Intel has contracted Samsung to supply it LPDDR5X devices that it will use as on-package memory for its upcoming codenamed Lunar Lake processors due later this year, according to a DigiTimes report citing South Korean media. If the information is correct, this is a big design win for Samsung, as Intel will supply tens of millions of Lunar Lake CPUs over the next few years. Keep in mind that this is a leak and could be inaccurate.
Intel's Lunar Lake MX platform is reportedly designed primarily for thin-and-light laptops. It is set to come with either 16GB or 32GB of LPDDR5X-8533 memory-on-package, reducing the platform's footprint and improving performance compared to traditional platforms featuring either memory modules or soldered-down memory chips. Given that Lunar Lake is set to support on-package memory exclusively, Samsung could sell a boatload of its LPDDR5X-8533 memory products to Intel as the company's laptop platforms are sold in tens of millions of units quantities.
Meanwhile, we do not know whether Samsung will be the exclusive LPDDR5X supplier for Lunar Lake. Since Intel will sell Lunar Lake processors with on-package memory, it will clearly sell these products with pre-tested/validated memory devices. Yet, nothing would also stop Intel from validating LPDDR5X from Micron and SK Hynix.
Intel has touted Lunar Lake processors as featuring a brand-new microarchitecture designed from the ground up to offer breakthrough performance-per-watt efficiency. Based on recent slides, Intel's Lunar Lake MX platform will rely on a multi-chiplet Foveros-based design consisting of a CPU + GPU chiplet, a system-on-chip tile, and two memory packages. The CPU chiplet is expected to pack up to eight general-purpose cores (four high-performance Lion Cove and four Skymont energy-efficient cores), 12MB cache, up to eight Xe2 GPU clusters, and up to a six-tile NPU 4.0 AI accelerator. The platform is projected to have an 8W power envelope for fanless systems and a 17W – 30W envelope for designs with decent active cooling systems.
For over three years, Apple has used on-package memory for all of its Apple Silicon M-series chips for Macs. With Intel's Lunar Lake MX, this may become an industry-wide trend for thin-and-light laptops. Meanwhile, systems that require configurability, repairability, and upgradeability will continue to use SODIMMs based on commodity DDR5 memory, as well as recently introduced LPCAMM2 modules featuring LPDDR5X that brings together high performance and low power consumption.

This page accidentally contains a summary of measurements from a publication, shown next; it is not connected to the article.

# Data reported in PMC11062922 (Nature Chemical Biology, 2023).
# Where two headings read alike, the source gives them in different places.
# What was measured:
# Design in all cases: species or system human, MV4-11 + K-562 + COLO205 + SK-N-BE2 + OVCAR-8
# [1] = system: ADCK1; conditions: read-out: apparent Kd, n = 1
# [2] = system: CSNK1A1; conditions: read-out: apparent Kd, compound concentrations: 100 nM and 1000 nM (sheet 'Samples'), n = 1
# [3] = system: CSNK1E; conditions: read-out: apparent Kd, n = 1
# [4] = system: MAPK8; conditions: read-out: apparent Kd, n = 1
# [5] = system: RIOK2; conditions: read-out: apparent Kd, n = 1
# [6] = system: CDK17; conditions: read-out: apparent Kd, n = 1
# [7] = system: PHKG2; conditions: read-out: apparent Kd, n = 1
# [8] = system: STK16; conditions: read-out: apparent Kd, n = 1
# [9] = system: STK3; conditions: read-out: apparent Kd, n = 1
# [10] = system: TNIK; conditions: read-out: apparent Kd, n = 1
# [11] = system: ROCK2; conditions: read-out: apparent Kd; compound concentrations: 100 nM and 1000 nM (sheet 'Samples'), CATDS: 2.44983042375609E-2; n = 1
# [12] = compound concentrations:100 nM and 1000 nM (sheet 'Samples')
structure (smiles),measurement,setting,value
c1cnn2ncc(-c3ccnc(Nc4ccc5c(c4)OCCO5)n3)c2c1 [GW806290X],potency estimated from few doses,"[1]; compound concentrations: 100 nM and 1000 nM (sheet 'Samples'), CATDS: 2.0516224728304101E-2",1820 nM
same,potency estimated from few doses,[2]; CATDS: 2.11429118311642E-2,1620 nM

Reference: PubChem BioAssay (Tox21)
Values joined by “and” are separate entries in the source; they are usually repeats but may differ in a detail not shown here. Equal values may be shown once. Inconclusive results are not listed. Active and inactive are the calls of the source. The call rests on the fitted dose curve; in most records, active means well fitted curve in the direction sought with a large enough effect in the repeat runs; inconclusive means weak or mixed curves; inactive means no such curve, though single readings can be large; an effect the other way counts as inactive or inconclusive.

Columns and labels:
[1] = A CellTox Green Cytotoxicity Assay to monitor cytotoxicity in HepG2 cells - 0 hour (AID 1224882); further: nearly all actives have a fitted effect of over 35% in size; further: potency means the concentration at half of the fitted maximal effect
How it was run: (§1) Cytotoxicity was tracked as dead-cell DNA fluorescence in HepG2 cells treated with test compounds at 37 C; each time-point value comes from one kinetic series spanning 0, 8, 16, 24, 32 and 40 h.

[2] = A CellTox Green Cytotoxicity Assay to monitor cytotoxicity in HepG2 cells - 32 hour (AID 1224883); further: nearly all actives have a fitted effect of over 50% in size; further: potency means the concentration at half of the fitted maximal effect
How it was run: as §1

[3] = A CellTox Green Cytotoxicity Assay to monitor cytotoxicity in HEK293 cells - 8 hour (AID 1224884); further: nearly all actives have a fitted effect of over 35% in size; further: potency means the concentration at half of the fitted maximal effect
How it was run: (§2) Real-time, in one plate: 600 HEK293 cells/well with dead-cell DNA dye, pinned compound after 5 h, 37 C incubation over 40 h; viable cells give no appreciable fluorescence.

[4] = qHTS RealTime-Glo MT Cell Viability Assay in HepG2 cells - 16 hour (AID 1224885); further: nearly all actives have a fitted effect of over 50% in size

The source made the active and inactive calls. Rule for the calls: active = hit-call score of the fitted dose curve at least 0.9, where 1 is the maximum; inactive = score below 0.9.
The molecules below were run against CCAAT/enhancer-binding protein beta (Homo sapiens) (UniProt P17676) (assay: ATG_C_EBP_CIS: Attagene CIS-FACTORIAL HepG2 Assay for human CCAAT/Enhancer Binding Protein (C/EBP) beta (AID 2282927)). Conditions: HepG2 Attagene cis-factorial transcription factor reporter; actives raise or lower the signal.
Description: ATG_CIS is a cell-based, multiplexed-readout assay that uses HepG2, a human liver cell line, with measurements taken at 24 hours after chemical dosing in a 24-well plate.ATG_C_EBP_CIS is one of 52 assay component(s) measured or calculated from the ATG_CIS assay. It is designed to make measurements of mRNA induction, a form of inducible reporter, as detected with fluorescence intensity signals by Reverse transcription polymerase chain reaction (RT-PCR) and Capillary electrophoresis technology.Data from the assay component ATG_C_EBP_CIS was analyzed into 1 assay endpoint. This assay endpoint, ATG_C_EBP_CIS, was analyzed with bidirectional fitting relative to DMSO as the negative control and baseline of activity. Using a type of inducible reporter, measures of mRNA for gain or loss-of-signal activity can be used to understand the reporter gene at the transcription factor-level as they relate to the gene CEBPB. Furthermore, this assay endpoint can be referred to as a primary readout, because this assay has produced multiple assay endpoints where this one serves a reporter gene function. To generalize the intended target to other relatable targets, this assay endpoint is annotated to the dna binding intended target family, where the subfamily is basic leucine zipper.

Stay on the Cutting Edge
Join the experts who read Tom's Hardware for the inside track on enthusiast PC tech news — and have for over 25 years. We'll send breaking news and in-depth reviews of CPUs, GPUs, AI, maker hardware and more straight to your inbox.
Anton Shilov is a Freelance News Writer at Tom’s Hardware US. Over the past couple of decades, he has covered everything from CPUs and GPUs to supercomputers and from modern process technologies and latest fab tools to high-tech industry trends.
and up to a six-tile NPU 4.0 AI acceleratorHelp. I don't know squat about Intel's NPUs. How many TOPS do they claim for Meteor Lake, and how many tiles is it? Why is this NPU version 4.0?
Lunar Lake is supposed to have triple the AI performance, so I'd guess 2-tile in Meteor Lake.
Dunno, but it's not faster than their 128 EU iGPU (which lacks XMX cores, IIRC):usertests said:Help. I don't know squat about Intel's NPUs. How many TOPS do they claim for Meteor Lake,
Based on this slide, I'm guessing 2?usertests said:and how many tiles is it?
(same source as above)
Intel's original AI accelerator was called GNA (Gaussian/Neural Accelerator), which underwent 2 revisions. I guess they must be including those, in order to count the upcoming one as generation 4.usertests said:Why is this NPU version 4.0?
Yes. Given Gelsinger's recent comments about Lunar Lake having 3x AI performance, it lines up nicely with scaling from 2 engines to 6.usertests said:Lunar Lake is supposed to have triple the AI performance, so I'd guess 2-tile in Meteor Lake.
It is set to come with either 16GB or 32GB of LPDDR5X-8533 memory-on-package, reducing the platform's footprint and improving performance compared to traditional platforms featuring either memory modules or soldered-down memory chips.The bandwidth will be nice, but the real benefits are cost & power savings. I think you could probably achieve LPDDR5X-8533 off-package soldered (or LPCAMM modules?), but possibly at greater cost & power.
Note that LPDDR5(X) has significantly worse latency than regular DDR5. So, it's not a pure win, especially if they limit the memory datapath to just 128-bit. The main benefit for Apple of using on-package memory is their ability to scale up to 512-bit, but that certainly won't happen in a "thin & light" x86 laptop.